Huber, A., McMahon, A., & Sweller, N. (2015). Efficacy of 20-week Circle of Security Intervention: Changes in Caregiver Reflective Functioning, Representations, and Child Attachment an Australian Clinical Sample. Infant Mental Health Journal, 36(6), 556-574.
Playspaces- Educators, Parents and Toddlers
Dolby, R. Hughes, E. Friezer, B. (2014). Lived Spaces: Infant-Toddler Education and Care.
Playspaces is a chapter from the book Living Spaces: Infant-Toddler Education and Care which examines children’s experiences arriving and departing childcare using the Attachment Matters Project, the Circle of Security map of child attachment-exploration – the ok-not-okay circle, and the Playspaces concept. The authors conducted research to identify the importance of the transitional periods between children, parents/caregivers, and educators. They argue for the investment of programs during these transitional times and the overall affects this period has on the child and their behavior.
The authors begin the chapter by explaining the Attachment Matters Project, why this specific approach to conduct research was chosen, how the research was conducted, and the participants of the study. They proceed to discuss the Circle of Security approach and the okay-not-okay map in regard to analyzing the data. The researcher was to use the okay-not-okay as a “road map to describe what they saw” with respect to the child’s needs in that moment. After identifying the components of the research, the authors analyze the Playspace Structure, an early childhood program which creates an “external” and “internal space” facilitating a smooth transition at the beginning of the day and the end. Lastly, the development of the transition procedure and the step-by-step transitional guide are explained.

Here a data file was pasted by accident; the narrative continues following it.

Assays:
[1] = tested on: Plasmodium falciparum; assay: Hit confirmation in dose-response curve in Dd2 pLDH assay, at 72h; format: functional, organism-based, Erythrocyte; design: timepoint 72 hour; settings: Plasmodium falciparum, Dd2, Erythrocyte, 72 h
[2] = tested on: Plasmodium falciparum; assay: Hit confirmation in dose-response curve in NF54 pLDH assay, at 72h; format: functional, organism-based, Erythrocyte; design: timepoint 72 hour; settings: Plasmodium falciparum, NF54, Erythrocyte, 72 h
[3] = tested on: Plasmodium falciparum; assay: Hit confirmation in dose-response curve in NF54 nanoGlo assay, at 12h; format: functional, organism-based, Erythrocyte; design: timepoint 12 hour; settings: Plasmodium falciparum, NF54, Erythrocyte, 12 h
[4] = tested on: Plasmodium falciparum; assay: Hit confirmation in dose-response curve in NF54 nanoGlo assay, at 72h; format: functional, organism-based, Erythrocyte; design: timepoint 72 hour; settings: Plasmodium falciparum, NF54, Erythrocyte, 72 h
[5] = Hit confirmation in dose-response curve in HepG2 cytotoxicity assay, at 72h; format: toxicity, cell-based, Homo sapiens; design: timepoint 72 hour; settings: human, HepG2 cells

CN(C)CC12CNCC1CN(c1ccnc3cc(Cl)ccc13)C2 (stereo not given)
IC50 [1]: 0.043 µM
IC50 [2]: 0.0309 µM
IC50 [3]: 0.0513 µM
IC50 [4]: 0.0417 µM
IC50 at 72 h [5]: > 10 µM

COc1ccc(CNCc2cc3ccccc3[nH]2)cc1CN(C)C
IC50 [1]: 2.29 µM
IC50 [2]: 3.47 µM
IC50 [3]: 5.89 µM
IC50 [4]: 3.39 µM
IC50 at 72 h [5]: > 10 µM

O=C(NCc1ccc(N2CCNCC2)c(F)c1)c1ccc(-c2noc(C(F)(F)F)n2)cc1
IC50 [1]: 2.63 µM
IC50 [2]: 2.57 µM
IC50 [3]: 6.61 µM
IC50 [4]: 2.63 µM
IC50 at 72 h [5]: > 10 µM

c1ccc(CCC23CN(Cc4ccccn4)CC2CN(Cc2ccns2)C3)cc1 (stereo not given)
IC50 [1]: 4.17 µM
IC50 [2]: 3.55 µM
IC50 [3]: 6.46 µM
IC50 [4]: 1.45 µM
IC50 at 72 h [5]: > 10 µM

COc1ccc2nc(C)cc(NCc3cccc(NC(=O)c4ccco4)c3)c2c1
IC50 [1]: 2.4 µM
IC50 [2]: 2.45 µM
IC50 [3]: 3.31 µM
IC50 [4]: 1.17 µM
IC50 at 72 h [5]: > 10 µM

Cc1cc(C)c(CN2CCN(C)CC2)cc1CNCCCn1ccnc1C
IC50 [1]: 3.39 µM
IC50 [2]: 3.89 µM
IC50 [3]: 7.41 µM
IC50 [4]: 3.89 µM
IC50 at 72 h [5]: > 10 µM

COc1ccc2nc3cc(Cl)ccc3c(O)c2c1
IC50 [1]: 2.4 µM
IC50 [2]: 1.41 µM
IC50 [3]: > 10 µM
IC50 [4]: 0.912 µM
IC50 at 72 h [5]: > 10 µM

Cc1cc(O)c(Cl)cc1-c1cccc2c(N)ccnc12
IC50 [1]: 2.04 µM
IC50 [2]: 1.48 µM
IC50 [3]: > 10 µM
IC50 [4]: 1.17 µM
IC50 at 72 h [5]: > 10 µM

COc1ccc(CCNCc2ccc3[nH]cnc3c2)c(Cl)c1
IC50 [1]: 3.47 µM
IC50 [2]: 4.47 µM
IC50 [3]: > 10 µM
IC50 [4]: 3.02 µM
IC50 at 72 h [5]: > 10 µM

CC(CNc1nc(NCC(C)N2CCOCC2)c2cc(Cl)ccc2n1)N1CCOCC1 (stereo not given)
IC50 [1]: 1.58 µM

Circle of Security in Child Care: Putting Attachment Theory Into Practice in Preschool Classrooms
Copper, G. Hoffman, K. Powell, B. (2017). Zero to Three
In Circle of Security in Child Care, Copper, Hoffman, and Powel describe the Circle of Security (COS) approach in the classroom and emphasizes the importance of implementing the attachment theory in preschool settings. Research has demonstrated the significant contributions a secure teacher-child relationship has on a developing child and their readiness for school. The authors believe “most preschool staff members lack guidance in cultivating a secure attachment with students”, and how COS-classroom can “meet the need for this specialized skill”.
The authors begin the article by providing the reader with a basic understanding of why attachment is so important in preschool settings, they introduce the principles of COS, how educators can identify children who are struggling with relationship difficulties, the development of an action plan to help students form secure teacher-child attachments, and how preschool setting can develop relationship-friendly classrooms. Lastly, the authors conclude the article by highlighting important aspects and take-ways of the eight session program.